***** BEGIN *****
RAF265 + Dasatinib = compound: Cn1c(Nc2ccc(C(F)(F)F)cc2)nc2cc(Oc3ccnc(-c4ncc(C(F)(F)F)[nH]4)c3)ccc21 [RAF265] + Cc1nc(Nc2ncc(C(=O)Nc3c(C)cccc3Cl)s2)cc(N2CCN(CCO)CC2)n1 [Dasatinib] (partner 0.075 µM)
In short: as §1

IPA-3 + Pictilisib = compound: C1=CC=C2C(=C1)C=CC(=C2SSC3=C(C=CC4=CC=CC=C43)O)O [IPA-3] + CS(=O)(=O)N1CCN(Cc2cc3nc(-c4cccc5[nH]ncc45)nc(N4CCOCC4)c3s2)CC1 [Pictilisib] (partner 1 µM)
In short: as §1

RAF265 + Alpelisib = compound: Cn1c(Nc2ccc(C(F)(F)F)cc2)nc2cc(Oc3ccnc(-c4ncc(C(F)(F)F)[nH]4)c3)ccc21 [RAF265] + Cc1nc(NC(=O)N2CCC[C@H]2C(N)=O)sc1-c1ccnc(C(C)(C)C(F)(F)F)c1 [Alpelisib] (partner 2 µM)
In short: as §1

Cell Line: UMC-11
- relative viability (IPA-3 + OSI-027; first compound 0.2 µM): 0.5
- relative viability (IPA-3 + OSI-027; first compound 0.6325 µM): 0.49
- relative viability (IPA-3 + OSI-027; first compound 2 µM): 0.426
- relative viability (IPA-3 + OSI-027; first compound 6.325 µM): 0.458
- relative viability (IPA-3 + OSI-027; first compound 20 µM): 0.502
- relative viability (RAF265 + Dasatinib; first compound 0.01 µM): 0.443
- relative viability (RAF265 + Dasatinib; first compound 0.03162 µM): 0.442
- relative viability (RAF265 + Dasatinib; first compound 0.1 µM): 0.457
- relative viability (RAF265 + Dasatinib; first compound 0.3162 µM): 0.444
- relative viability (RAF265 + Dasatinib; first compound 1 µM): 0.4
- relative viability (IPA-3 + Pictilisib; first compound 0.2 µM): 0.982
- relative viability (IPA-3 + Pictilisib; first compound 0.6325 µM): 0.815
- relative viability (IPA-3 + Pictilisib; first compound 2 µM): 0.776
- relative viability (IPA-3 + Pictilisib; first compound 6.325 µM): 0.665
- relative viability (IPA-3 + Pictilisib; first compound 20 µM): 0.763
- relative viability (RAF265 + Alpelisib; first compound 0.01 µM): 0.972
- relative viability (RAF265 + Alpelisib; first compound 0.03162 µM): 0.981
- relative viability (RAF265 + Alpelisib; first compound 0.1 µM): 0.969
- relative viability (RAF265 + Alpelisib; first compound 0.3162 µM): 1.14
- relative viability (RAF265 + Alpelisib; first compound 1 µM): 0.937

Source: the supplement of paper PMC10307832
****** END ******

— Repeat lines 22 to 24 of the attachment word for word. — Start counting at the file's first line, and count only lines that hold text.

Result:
- relative viability (IPA-3 + Pictilisib; first compound 20 µM): 0.763
- relative viability (RAF265 + Alpelisib; first compound 0.01 µM): 0.972
- relative viability (RAF265 + Alpelisib; first compound 0.03162 µM): 0.981